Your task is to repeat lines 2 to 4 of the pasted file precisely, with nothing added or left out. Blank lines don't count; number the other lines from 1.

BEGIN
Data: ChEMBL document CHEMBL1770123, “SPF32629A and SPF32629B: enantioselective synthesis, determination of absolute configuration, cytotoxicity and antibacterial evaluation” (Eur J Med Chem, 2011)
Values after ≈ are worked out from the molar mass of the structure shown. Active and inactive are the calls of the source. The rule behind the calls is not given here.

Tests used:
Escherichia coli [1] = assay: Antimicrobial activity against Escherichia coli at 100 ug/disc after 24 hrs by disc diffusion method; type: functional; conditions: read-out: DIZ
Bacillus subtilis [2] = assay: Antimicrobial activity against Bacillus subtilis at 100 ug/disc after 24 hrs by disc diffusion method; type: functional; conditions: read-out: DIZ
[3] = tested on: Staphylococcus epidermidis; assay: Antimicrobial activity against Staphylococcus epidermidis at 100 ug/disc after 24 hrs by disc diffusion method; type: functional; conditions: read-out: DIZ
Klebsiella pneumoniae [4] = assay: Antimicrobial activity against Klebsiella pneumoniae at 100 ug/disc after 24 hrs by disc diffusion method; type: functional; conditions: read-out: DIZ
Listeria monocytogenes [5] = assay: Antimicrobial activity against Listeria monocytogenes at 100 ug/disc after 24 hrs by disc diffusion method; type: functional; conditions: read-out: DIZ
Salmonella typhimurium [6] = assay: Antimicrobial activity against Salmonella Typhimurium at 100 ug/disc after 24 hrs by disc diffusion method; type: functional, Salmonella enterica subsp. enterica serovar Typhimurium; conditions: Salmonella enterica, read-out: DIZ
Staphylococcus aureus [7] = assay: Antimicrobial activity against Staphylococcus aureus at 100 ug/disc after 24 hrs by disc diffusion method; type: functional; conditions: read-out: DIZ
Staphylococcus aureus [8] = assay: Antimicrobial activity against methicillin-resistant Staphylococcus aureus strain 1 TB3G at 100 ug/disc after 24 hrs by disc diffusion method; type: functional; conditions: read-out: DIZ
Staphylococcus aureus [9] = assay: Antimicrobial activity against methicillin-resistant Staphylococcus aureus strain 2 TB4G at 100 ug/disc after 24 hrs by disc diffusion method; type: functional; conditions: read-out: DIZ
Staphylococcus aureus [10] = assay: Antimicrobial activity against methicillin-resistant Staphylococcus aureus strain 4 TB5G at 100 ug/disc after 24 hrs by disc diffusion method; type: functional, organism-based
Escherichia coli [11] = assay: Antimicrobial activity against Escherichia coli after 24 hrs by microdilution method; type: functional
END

Values after ≈ are worked out from the molar mass of the structure shown. Active and inactive are the calls of the source. The rule behind the calls is not given here.

Tests used:
Escherichia coli [1] = assay: Antimicrobial activity against Escherichia coli at 100 ug/disc after 24 hrs by disc diffusion method; type: functional; conditions: read-out: DIZ